The Alaska Division of Elections uneventfully certified the results of the state’s Nov. 8 general election on Wednesday, becoming the 26th state to finalize its election.
None of Alaska’s 62 legislative and statewide races changed leaders as members of the multipartisan state review board examined unofficial results for accuracy, then signed an oath on Tuesday.
All three statewide incumbents — Republican Gov. Mike Dunleavy, Republican U.S. Sen Lisa Murkowski, and Democratic U.S. Rep. Mary Peltola — were reelected.
In the state’s closest race, Anchorage Republican Rep. Tom McKay leads Democratic challenger Denny Wells by seven votes, a slight increase from the four-vote lead he held when final unofficial results were announced a week ago.
The margin is well within the range for a state-paid recount, which Wells must request within five days. Speaking on Wednesday afternoon, he said he had not made a final decision but was leaning toward that request.
Also Wednesday, attorney Stacey Stone said four west Anchorage residents who attempted to challenge the eligibility of Rep.-elect Jennifer “Jennie” Armstrong will refile their case.
Armstrong, a Democrat, defeated Republican Liz Vazquez by 805 votes in the final result, but the four residents — all Vazquez supporters — have alleged that Armstrong did not live in Alaska long enough before registering as a candidate for office.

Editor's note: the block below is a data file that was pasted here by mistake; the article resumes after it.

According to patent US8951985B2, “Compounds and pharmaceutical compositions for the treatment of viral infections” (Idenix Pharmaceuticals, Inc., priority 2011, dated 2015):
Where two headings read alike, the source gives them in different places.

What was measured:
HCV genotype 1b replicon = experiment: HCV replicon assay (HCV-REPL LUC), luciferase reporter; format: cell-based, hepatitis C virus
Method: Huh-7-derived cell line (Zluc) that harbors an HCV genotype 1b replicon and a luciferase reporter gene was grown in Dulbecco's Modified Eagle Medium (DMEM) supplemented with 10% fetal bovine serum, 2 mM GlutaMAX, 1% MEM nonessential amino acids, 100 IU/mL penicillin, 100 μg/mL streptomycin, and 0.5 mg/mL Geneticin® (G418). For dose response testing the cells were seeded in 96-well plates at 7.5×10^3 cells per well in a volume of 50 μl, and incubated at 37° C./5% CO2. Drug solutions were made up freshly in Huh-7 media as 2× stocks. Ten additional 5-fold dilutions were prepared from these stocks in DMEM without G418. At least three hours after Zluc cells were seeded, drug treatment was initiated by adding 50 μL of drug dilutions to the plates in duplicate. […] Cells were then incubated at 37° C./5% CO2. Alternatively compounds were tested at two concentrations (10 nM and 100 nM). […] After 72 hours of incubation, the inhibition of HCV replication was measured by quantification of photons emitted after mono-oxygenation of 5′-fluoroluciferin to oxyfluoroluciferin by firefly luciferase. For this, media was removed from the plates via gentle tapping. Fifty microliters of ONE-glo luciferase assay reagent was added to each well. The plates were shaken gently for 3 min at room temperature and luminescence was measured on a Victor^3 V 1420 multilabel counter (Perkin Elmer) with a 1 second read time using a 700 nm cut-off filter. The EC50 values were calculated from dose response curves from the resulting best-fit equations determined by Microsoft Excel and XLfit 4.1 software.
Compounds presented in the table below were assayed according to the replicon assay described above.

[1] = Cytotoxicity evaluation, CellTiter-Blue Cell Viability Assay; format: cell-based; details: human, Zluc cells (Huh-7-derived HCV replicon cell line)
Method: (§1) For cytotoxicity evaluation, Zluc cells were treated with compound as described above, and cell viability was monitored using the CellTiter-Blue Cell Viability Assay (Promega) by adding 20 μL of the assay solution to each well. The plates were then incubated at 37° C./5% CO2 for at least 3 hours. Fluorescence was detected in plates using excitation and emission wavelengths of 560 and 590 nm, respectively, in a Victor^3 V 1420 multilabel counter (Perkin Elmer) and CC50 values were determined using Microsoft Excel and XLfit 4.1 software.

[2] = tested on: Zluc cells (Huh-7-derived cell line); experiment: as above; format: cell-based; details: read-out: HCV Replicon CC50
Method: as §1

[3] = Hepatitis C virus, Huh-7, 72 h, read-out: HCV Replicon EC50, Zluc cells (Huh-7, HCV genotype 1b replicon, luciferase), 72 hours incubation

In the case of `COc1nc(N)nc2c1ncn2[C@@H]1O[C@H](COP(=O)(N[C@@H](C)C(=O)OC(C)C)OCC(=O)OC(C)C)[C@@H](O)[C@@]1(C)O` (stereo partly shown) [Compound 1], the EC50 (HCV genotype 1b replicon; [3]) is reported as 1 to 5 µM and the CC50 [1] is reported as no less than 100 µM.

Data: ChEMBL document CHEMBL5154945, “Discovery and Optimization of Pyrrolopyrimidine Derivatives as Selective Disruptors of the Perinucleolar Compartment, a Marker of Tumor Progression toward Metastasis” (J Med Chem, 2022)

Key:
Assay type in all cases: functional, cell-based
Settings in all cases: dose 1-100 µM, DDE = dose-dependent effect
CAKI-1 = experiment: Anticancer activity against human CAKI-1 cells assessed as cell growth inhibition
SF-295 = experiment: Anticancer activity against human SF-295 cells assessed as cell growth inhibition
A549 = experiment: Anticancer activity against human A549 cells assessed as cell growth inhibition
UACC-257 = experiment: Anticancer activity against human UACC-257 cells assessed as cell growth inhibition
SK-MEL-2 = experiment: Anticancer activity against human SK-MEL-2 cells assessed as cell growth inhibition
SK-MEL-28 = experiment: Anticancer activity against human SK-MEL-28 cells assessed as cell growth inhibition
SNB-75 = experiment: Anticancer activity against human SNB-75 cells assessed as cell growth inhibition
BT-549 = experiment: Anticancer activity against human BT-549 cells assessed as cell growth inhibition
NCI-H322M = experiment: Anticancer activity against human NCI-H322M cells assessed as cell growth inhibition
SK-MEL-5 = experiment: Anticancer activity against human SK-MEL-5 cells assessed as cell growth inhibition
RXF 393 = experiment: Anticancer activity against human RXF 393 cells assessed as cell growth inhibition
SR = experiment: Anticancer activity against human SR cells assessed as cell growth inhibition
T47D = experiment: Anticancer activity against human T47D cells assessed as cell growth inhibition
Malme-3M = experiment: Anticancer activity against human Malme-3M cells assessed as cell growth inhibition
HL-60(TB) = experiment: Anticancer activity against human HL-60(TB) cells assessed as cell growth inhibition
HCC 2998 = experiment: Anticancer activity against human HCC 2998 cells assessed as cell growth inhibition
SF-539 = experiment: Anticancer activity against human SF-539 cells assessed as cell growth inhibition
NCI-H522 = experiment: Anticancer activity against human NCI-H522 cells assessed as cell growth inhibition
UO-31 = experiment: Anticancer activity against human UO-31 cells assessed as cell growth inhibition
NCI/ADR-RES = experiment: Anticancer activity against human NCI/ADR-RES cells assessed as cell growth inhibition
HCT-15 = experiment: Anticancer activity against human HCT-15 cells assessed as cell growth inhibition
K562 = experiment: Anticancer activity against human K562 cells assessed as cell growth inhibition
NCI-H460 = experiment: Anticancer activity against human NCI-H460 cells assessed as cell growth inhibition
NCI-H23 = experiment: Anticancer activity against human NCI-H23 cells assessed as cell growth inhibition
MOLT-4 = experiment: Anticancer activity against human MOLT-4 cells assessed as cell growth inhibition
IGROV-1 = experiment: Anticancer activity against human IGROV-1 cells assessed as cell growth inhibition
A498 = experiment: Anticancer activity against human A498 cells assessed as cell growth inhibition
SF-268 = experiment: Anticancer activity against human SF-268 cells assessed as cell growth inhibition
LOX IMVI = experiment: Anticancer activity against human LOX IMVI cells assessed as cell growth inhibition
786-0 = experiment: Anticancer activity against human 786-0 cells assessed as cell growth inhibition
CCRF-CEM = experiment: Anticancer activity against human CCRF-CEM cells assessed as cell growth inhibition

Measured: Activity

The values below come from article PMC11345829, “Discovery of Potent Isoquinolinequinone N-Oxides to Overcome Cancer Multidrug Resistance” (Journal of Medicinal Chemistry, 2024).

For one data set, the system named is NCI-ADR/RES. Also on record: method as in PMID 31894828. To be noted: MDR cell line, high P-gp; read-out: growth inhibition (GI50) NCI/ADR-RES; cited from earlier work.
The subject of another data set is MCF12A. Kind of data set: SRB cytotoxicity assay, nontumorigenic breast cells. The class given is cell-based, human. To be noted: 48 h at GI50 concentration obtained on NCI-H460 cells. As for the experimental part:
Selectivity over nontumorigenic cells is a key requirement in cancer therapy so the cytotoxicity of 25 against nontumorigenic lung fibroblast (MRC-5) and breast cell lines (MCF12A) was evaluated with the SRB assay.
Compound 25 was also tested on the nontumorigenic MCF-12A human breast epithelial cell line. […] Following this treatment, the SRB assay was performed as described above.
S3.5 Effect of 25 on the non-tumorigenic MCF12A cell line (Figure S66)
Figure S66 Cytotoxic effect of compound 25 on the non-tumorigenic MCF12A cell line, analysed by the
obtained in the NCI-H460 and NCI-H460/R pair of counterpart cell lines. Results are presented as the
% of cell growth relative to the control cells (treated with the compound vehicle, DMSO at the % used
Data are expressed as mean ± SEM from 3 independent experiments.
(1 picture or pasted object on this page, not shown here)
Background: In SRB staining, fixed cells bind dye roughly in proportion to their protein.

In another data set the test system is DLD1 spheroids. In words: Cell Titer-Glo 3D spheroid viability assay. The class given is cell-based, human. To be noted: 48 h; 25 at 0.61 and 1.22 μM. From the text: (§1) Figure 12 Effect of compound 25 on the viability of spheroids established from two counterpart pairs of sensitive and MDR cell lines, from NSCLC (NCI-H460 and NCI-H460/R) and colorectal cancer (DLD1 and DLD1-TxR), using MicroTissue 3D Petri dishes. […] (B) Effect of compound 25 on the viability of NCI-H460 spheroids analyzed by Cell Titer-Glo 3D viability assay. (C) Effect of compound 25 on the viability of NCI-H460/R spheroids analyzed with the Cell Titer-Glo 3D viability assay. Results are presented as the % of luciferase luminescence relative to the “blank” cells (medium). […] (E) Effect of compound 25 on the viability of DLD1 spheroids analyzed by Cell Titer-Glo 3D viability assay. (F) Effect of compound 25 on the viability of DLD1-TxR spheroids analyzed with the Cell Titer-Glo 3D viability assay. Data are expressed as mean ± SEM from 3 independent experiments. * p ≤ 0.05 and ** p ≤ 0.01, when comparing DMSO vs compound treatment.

An Anchorage judge dismissed a prior version of the lawsuit, saying it was untimely and needed to be refiled after the election.
A third state House seat is also subject to legal challenge. Incumbent Rep. David Eastman, R-Wasilla, won reelection with 51.3% of the vote in his state House district, but a Matanuska-Susitna Borough resident has accused him of violating the Alaska Constitution’s disloyalty clause.
Eastman is listed in the roster of the Oath Keepers, a right-wing militia, as a lifetime member, and a lawsuit from resident Randall Kowalke claims that membership violates a constitutional clause that prevents someone from holding public office or working for the state if they belong to (or support) a group that advocates the overthrow of the U.S. government by force.
A trial has been tentatively set for the second full week of December to decide the issue, but preliminary arguments on Dec. 8 could negate the need for a trial.
All three races are significant for control of the Alaska House. Final results show Republican-registered candidates controlling 21 seats in the 40-person House, enough to control the body and dictate the flow of legislation.
It remains unclear whether those Republicans will stay unified or whether divisions among Republicans will cause some to defect to the multipartisan coalition that has controlled the House since 2016 but now doesn’t hold a majority of seats.
In the state Senate, the final results did not result in any changes to the makeup of a 17-member coalition majority that now controls the 20-person Senate.
Last week, a group of Republicans and Democrats announced that they will jointly control the Senate, excluding three more-conservative Republicans from leadership.
The cast-vote record, indicating how Alaskans voted in the state’s ranked choice elections, is expected later this week, an elections official said.
Originally published by the Alaska Beacon, an independent, nonpartisan news organization that covers Alaska state government.